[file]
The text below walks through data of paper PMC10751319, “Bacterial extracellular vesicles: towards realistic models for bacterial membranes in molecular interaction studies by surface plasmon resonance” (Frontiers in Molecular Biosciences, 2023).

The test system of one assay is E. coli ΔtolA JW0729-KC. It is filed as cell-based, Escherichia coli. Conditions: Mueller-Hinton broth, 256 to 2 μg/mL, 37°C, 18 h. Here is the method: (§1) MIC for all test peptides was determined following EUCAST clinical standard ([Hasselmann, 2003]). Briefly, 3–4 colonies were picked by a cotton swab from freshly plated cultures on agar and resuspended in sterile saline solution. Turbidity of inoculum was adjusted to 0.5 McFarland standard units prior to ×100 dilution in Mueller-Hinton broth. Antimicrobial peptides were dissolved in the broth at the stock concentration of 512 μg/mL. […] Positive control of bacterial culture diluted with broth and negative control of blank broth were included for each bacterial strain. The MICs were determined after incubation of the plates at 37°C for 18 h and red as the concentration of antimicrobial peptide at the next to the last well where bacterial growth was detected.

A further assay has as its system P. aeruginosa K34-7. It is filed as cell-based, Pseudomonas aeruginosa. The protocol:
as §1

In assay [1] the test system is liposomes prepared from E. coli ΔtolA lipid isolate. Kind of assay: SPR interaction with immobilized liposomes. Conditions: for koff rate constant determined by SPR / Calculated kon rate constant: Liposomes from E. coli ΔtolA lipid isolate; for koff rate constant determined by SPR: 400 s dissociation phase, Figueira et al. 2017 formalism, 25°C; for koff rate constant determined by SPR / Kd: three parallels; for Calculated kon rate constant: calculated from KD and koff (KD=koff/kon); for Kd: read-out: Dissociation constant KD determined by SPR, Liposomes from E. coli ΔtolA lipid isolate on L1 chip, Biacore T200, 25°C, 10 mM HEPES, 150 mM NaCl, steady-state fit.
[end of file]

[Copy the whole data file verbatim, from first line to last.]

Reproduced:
The text below walks through data of paper PMC10751319, “Bacterial extracellular vesicles: towards realistic models for bacterial membranes in molecular interaction studies by surface plasmon resonance” (Frontiers in Molecular Biosciences, 2023).

The test system of one assay is E. coli ΔtolA JW0729-KC. It is filed as cell-based, Escherichia coli. Conditions: Mueller-Hinton broth, 256 to 2 μg/mL, 37°C, 18 h. Here is the method: (§1) MIC for all test peptides was determined following EUCAST clinical standard ([Hasselmann, 2003]). Briefly, 3–4 colonies were picked by a cotton swab from freshly plated cultures on agar and resuspended in sterile saline solution. Turbidity of inoculum was adjusted to 0.5 McFarland standard units prior to ×100 dilution in Mueller-Hinton broth. Antimicrobial peptides were dissolved in the broth at the stock concentration of 512 μg/mL. […] Positive control of bacterial culture diluted with broth and negative control of blank broth were included for each bacterial strain. The MICs were determined after incubation of the plates at 37°C for 18 h and red as the concentration of antimicrobial peptide at the next to the last well where bacterial growth was detected.

A further assay has as its system P. aeruginosa K34-7. It is filed as cell-based, Pseudomonas aeruginosa. The protocol:
as §1

In assay [1] the test system is liposomes prepared from E. coli ΔtolA lipid isolate. Kind of assay: SPR interaction with immobilized liposomes. Conditions: for koff rate constant determined by SPR / Calculated kon rate constant: Liposomes from E. coli ΔtolA lipid isolate; for koff rate constant determined by SPR: 400 s dissociation phase, Figueira et al. 2017 formalism, 25°C; for koff rate constant determined by SPR / Kd: three parallels; for Calculated kon rate constant: calculated from KD and koff (KD=koff/kon); for Kd: read-out: Dissociation constant KD determined by SPR, Liposomes from E. coli ΔtolA lipid isolate on L1 chip, Biacore T200, 25°C, 10 mM HEPES, 150 mM NaCl, steady-state fit.